But what they really appreciated was Edith’s butter! Their months of batching had taught them that there was no substitute for it. In later years Lou Turnbull told a sad tale of paying “good money” in Swift Current for a pound of butter that he had not been able to eat. It tasted of stink weed!!
Bachelor homesteaders had minimal housekeeping skills. Laundering white shirts was beyond them. Edith laundered her father’s white shirts whenever he was on the homestead. It must have been a labor of love. Washing was done with a tub of water and a washboard. Ironing was done with a sad iron that was heated on the stove. And the collars and cuffs were starched.
Robert Turnbull had been an elder in the Presbyterian Church in Nesbitt, Manitoba. Ward Croll was the son of a Presbyterian minister. The families brought the tradition that Sunday was the Sabbath, a day of rest and worship, into their pioneer experience. Edith followed her mother’s custom of having a special family dinner on Sunday.
There were already several families in the Penkill district at this time. One of them had an organ. They ignored denominational differences and gathered the neighbors for a church service. Working and living in isolation as they did, gathering for church afforded a much needed opportunity to socialize. It also gave them the chance to learn what was happening in their own little community and the outside world. The Penkill district had postal services very early, and the settlers made it a practice to share newspapers.
Being an early pioneer in Saskatchewan was not for the disorganized or the faint-hearted. The nearest town for these settlers was Swift Current, a three-day journey away when travelling by horse and wagon over prairie trails.
Crossing the South Saskatchewan River could be a problem. A ferry operated at Saskatchewan Landing during the summer months. After freezeup travelers had to wait until the river ice was thick enough to support traffic. Roads were impossible when the winter snow melted, and in summer they could become impassable if there were heavy rains.
There was worry that a blizzard would rage, or temperatures would plummet, or that there would be a deluge while the trip was in progress.
Dates of the trips to Swift Current were dictated by family needs. A supply of coal had to be brought in before the onset of winter. If the family were to enjoy a Christmas celebration, provisions for it had to be ordered and brought in well in advance. If it were a severe winter, the coal supply would need to be replenished. Seeds for the garden were ordered in January. And there were always the needs of growing children.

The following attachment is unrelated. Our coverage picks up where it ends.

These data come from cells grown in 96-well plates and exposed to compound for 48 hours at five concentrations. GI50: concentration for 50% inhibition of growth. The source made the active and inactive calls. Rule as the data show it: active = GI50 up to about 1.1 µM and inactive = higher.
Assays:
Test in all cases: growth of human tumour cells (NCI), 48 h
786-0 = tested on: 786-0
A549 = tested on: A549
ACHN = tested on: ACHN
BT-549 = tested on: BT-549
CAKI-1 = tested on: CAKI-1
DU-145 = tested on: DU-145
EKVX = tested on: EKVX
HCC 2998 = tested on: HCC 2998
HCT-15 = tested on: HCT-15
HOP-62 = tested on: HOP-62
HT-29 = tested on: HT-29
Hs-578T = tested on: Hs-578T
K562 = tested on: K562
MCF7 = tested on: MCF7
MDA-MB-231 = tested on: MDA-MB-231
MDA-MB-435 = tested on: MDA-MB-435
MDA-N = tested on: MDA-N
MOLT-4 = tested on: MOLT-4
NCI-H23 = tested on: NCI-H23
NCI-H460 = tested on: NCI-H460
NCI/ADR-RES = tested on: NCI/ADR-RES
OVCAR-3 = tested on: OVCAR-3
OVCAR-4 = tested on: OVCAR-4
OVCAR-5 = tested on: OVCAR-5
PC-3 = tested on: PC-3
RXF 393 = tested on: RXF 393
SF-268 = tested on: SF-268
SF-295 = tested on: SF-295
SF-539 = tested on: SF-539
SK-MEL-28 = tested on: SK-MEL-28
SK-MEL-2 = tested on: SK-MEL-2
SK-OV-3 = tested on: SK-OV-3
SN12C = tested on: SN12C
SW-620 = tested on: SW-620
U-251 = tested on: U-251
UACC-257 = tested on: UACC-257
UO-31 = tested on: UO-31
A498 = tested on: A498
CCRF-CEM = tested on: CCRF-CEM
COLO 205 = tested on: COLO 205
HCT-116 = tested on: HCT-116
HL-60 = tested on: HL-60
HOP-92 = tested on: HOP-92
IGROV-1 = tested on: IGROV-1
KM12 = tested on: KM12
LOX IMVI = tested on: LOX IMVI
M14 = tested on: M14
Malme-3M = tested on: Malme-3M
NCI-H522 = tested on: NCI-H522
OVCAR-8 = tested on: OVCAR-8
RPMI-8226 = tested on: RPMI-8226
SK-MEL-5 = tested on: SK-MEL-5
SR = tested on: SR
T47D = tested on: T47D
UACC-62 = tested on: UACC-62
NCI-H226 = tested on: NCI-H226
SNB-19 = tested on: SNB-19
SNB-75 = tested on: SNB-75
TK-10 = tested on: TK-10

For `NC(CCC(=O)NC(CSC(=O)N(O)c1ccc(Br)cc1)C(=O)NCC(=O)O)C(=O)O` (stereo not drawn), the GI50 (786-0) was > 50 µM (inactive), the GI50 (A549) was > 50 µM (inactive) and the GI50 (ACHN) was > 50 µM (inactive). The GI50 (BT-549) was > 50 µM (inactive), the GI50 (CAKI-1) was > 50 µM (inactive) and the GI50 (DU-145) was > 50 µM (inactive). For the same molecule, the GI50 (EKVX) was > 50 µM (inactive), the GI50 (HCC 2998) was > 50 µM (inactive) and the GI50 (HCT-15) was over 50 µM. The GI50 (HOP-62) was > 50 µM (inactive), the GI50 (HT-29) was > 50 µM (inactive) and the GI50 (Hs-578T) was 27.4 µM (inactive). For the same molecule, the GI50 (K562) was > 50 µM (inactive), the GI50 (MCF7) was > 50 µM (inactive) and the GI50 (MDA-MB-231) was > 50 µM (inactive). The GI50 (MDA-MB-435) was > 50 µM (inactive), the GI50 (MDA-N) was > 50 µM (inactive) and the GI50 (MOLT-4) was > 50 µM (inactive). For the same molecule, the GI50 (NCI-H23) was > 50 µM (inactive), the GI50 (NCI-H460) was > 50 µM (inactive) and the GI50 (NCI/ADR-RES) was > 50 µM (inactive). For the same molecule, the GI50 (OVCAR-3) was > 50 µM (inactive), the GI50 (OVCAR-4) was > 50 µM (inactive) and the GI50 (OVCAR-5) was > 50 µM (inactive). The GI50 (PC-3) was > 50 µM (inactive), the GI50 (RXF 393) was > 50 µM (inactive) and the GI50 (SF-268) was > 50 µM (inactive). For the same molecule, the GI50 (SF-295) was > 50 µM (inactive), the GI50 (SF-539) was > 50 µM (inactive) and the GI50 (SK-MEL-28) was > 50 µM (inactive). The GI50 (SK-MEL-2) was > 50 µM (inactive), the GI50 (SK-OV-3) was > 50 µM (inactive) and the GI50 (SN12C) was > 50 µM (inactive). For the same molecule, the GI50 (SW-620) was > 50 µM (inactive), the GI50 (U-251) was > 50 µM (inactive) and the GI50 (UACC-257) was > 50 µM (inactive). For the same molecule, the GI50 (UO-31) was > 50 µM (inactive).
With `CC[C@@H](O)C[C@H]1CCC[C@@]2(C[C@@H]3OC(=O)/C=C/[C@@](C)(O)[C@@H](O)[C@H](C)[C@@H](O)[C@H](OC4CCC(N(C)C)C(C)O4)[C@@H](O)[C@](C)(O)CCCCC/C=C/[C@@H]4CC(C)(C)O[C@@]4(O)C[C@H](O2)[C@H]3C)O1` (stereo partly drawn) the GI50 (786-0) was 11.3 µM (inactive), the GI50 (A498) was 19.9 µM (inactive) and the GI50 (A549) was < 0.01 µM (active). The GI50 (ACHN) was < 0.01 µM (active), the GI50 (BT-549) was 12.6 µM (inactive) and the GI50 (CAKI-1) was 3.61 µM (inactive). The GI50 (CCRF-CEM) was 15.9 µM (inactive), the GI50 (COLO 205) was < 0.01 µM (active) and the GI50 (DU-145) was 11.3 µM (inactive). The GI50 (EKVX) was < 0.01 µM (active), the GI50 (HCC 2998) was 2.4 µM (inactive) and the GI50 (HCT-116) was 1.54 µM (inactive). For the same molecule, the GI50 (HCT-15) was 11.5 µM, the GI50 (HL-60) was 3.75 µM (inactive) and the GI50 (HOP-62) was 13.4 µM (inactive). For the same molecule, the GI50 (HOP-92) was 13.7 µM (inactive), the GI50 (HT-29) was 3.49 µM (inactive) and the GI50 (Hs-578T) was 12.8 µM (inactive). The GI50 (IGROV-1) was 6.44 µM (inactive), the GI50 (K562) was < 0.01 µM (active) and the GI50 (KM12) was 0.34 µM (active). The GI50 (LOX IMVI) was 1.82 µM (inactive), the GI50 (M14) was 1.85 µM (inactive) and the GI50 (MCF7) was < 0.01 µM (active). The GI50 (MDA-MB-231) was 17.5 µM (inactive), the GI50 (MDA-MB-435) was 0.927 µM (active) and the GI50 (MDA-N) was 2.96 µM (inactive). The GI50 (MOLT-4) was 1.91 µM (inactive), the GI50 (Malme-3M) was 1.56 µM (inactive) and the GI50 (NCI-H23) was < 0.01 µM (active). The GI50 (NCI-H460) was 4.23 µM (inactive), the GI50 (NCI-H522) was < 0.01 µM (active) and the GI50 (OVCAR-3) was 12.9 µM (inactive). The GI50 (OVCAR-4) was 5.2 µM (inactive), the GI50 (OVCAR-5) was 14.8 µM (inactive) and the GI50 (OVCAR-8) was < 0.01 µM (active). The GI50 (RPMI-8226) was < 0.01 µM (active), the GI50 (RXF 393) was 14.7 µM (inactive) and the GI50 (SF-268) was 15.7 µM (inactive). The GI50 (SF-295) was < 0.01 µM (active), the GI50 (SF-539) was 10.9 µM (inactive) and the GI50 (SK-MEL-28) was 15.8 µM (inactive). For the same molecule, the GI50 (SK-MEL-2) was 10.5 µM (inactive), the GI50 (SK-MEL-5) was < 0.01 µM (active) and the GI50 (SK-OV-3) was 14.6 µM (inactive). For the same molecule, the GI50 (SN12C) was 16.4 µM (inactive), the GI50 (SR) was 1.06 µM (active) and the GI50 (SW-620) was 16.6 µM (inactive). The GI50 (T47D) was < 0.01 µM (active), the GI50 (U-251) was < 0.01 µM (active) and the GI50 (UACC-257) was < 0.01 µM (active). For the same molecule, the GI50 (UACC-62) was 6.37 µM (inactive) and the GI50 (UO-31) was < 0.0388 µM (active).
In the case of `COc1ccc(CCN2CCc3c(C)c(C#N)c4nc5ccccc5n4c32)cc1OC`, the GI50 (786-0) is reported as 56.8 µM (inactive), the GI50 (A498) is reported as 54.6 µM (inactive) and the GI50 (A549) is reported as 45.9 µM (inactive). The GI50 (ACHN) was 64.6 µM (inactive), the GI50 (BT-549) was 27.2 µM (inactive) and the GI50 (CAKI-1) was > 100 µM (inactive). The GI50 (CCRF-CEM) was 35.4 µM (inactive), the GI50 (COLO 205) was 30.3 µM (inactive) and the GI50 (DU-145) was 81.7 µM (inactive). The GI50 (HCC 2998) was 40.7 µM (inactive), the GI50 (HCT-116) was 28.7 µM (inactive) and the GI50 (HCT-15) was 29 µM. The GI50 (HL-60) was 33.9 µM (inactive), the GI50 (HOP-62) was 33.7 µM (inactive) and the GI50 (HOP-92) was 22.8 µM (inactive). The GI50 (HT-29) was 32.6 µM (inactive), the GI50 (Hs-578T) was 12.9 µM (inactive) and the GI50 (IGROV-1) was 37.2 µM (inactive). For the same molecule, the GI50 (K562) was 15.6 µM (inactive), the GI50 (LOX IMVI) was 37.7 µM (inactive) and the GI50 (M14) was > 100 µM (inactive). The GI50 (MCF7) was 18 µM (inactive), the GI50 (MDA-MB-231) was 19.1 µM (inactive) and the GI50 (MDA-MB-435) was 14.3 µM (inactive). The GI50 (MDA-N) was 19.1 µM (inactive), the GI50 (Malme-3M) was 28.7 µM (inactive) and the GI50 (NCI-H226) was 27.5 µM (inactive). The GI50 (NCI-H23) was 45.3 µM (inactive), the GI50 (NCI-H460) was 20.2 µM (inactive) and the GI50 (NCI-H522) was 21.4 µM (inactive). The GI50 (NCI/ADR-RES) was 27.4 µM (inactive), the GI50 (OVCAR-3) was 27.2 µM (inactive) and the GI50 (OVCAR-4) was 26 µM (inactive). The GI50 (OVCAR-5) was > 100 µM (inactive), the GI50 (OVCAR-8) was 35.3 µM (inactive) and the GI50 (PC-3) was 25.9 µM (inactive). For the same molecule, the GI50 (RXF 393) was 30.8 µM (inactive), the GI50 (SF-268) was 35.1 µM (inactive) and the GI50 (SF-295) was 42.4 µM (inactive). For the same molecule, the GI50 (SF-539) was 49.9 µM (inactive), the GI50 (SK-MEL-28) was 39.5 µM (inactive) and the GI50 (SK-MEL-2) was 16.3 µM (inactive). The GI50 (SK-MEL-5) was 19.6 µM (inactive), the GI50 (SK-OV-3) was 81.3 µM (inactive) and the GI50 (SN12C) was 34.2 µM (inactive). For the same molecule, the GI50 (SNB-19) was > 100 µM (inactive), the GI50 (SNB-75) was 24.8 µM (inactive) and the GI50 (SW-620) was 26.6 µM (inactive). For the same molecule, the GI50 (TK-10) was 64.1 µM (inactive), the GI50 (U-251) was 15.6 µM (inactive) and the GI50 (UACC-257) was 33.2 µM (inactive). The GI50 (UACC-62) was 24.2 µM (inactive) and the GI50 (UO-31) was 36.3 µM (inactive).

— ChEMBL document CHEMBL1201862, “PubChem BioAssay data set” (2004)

They bought groceries in quantity. Flour and sugar came in 100 pound bags. Raisins and prunes came in wooden crates. Tea came in a large square metal container that had a tight lid. Syrup and lard came in large pails.
Edith Croll’s shopping habits were formed by her pioneer experiences. She bought flour and sugar in 100 pound bags until they left the farm in 1942. Not one to waste anything, she bleached out the empty cotton bags. They made excellent tea towels. In later years she laughed at the “Do Your Christmas Shopping Early” campaigns that appeared in early December. Her Christmas shopping was always finished by the end of September!
The CNR line from Saskatoon to Kindersley was completed in 1910. One of the new towns on the line was Brock, Saskatchewan. It was only 22 miles from my grandparents’ farm, so this made their major trips for supplies much easier. Winter trips could still be dangerous when there was a change in the weather.
Mother and Lila remembered one January trip to Brock that Grandfather made. On his way home he was caught in a blizzard. Grandmother lit a lamp, put it in the upstairs window, and waited long hours. When the sleigh finally drove onto the yard, Grandmother went out into the storm to stable and care for the horses. Grandfather was sent in to the warm kitchen, where a hot meal was waiting for him.
The pioneers had to rely on themselves. My grandparents produced as much of their food as possible. They had a large garden, kept chickens, milked cows and every winter they butchered a yearling steer and a pig. To the end of their days my grandparents believed that the best bacon was home-cured bacon. Grandmother thought the soap commercials were nonsense. For a really white wash you should use soft water and homemade soap!
They had to entertain themselves. They combined work and pleasure with barn raisings and quilting bees. House parties were popular. I heard about pulling toffee, and popping corn over hot coals. They played whist and rummy, cribbage and checkers. They enjoyed informal sing-songs. They enjoyed picnics in summer and sleigh rides in winter